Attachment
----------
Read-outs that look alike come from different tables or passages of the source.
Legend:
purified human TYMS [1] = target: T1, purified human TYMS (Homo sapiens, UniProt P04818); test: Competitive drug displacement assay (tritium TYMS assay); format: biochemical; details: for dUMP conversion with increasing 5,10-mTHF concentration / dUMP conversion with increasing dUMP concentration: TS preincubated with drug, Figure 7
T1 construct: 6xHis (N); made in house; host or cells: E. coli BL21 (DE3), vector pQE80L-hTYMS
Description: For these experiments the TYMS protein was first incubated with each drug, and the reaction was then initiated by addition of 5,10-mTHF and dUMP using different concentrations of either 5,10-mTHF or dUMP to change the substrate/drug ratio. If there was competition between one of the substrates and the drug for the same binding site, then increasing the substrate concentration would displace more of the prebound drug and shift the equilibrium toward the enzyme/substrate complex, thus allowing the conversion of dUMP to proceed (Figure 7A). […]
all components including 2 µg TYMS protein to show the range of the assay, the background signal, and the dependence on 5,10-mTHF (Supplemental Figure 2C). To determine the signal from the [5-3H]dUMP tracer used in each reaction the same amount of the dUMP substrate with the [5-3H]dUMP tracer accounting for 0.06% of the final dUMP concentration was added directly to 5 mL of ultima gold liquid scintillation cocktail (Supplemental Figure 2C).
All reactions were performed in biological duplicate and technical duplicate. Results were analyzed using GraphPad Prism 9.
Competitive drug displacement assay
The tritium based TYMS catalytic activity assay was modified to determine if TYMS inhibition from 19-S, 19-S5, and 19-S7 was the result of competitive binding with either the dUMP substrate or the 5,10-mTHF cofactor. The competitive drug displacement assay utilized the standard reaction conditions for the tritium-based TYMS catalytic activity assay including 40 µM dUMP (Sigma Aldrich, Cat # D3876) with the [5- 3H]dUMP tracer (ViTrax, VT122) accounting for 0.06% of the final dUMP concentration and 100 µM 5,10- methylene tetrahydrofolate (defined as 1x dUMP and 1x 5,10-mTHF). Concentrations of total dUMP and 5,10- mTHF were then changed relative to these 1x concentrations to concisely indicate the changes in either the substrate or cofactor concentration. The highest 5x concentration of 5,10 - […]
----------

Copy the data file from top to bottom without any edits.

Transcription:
Read-outs that look alike come from different tables or passages of the source.
Legend:
purified human TYMS [1] = target: T1, purified human TYMS (Homo sapiens, UniProt P04818); test: Competitive drug displacement assay (tritium TYMS assay); format: biochemical; details: for dUMP conversion with increasing 5,10-mTHF concentration / dUMP conversion with increasing dUMP concentration: TS preincubated with drug, Figure 7
T1 construct: 6xHis (N); made in house; host or cells: E. coli BL21 (DE3), vector pQE80L-hTYMS
Description: For these experiments the TYMS protein was first incubated with each drug, and the reaction was then initiated by addition of 5,10-mTHF and dUMP using different concentrations of either 5,10-mTHF or dUMP to change the substrate/drug ratio. If there was competition between one of the substrates and the drug for the same binding site, then increasing the substrate concentration would displace more of the prebound drug and shift the equilibrium toward the enzyme/substrate complex, thus allowing the conversion of dUMP to proceed (Figure 7A). […]
all components including 2 µg TYMS protein to show the range of the assay, the background signal, and the dependence on 5,10-mTHF (Supplemental Figure 2C). To determine the signal from the [5-3H]dUMP tracer used in each reaction the same amount of the dUMP substrate with the [5-3H]dUMP tracer accounting for 0.06% of the final dUMP concentration was added directly to 5 mL of ultima gold liquid scintillation cocktail (Supplemental Figure 2C).
All reactions were performed in biological duplicate and technical duplicate. Results were analyzed using GraphPad Prism 9.
Competitive drug displacement assay
The tritium based TYMS catalytic activity assay was modified to determine if TYMS inhibition from 19-S, 19-S5, and 19-S7 was the result of competitive binding with either the dUMP substrate or the 5,10-mTHF cofactor. The competitive drug displacement assay utilized the standard reaction conditions for the tritium-based TYMS catalytic activity assay including 40 µM dUMP (Sigma Aldrich, Cat # D3876) with the [5- 3H]dUMP tracer (ViTrax, VT122) accounting for 0.06% of the final dUMP concentration and 100 µM 5,10- methylene tetrahydrofolate (defined as 1x dUMP and 1x 5,10-mTHF). Concentrations of total dUMP and 5,10- mTHF were then changed relative to these 1x concentrations to concisely indicate the changes in either the substrate or cofactor concentration. The highest 5x concentration of 5,10 - […]